By Nigel Alston
Winston-Salem Journal May 26, 2017
“Music is a moral law. It gives soul to the universe, wings to the mind, flight to the imagination, and charm and gaiety to life and to everything.”
The power of theater, a well-written story and reality made an impression on audience members last weekend. The North Carolina Black Repertory Company presented “Maid’s Door,” written by Cheryl Davis and directed by Jackie Alexander.
“Maid’s Door” is about a family being pushed to the breaking point as they struggle to save their beloved matriarch from being robbed of a glorious present by ghosts from her past. Alzheimer’s is robbing her and her family as they navigate through the landmines of acceptance and change.
I met the playwright, Cheryl Davis, and talked to her about her award-winning play. The title of the play came from an assignment she was given to write about a place where she had lived or was living. She noticed a door in her kitchen and learned from her grandmother that it was a “maid’s door.”
The door, used by maids to come in and out in an upper West Side apartment in New York, became the first scene of the play as the matriarch’s memory fades.
It was a powerful performance by a great cast that really highlighted the issue of Alzheimer’s and its impact on individuals and their families.
I could sense the emotion in Davis’ voice and see it in her face as she talked about the play and how it still touches her heart. Her hope is for people to see the play, be moved by it, and laugh and feel for the family while learning something about this awful disease, Alzheimer’s.
All of the above happened during the run of the play.
It touched one person (Karen) to the core, as she saw herself, her family and how she has interacted with her mother. She expected to come out to an afternoon of entertainment and see a “portrayal of someone with Alzheimer’s and the difficulties they go through.”
What she didn’t expect was to see herself in the portrayal of the daughter and the way she tried to control the inevitable.
After the performance, Karen sought out the actor, Melissa Joyner (she played the daughter of the matriarch) to thank her for such a realistic depiction of someone dealing with a family member affected by this disease.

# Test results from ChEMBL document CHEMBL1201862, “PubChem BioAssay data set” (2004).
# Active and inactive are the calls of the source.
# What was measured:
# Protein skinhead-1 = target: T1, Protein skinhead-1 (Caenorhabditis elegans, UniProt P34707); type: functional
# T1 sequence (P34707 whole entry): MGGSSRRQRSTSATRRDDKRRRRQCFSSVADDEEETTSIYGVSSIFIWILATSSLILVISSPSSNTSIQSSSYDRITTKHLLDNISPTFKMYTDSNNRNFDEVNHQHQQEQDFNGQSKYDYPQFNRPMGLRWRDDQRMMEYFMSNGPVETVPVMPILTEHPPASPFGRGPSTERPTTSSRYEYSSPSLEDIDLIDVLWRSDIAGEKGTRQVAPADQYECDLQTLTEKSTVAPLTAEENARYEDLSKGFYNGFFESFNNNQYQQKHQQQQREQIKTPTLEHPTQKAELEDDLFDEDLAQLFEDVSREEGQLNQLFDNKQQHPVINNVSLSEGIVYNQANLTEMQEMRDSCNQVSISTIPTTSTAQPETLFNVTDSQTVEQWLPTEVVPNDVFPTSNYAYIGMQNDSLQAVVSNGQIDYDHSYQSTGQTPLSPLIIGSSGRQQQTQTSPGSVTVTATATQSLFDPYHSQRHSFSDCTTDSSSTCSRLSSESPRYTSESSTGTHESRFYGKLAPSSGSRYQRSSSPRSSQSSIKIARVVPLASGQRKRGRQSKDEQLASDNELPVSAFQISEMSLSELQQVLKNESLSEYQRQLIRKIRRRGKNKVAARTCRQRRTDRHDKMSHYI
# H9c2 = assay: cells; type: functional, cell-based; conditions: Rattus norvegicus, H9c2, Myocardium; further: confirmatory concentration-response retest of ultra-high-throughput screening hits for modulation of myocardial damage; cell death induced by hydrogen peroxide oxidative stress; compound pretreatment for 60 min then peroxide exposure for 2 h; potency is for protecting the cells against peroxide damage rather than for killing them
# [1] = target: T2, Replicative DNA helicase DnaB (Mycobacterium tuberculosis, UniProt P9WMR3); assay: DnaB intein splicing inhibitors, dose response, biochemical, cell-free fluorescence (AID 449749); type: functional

“It was real,” she said, and demonstrated how hard it is to cope. “Whenever the love can come through and you try not to be in control, it can make everything better; it can help with the family as well as the person with Alzheimer’s.”
Like Davis, her comments were from the heart and personal.
Those with the disease deserve love and respect; a point Karen made as she described her sons telling her that she talks to her mother at times like she talks to them.
So, how did a play about an important issue resonate with her?
“I was able to see in a play some of the ways I’d like to see myself act, and not have it be an act,” she told me. “It was nice to see the difficult parts and realize if you step back you can make a difference in someone’s life.”
At the same time, it’s important to relinquish control and show love.
Sometimes showing love requires help from organizations like Senior Services and valuable research from places like The Stitch Center on Aging. Both organizations were available after each performance along with faith leaders and other researchers to share valuable information and answer questions.
Did you know that you don’t know for sure if a person has Alzheimer’s until they die? I didn’t, although there are signs that point to the disease. African-Americans are impacted more than other groups and are less likely to have a diagnosis of the condition, resulting in less time for treatment and planning.
Alzheimer’s is a difficult topic to talk about. It is a difficult issue to face for the person experiencing it, families, caregivers and those close to them.
That’s why it’s important to increase awareness, education and research.
Theater entertains and starts conversations.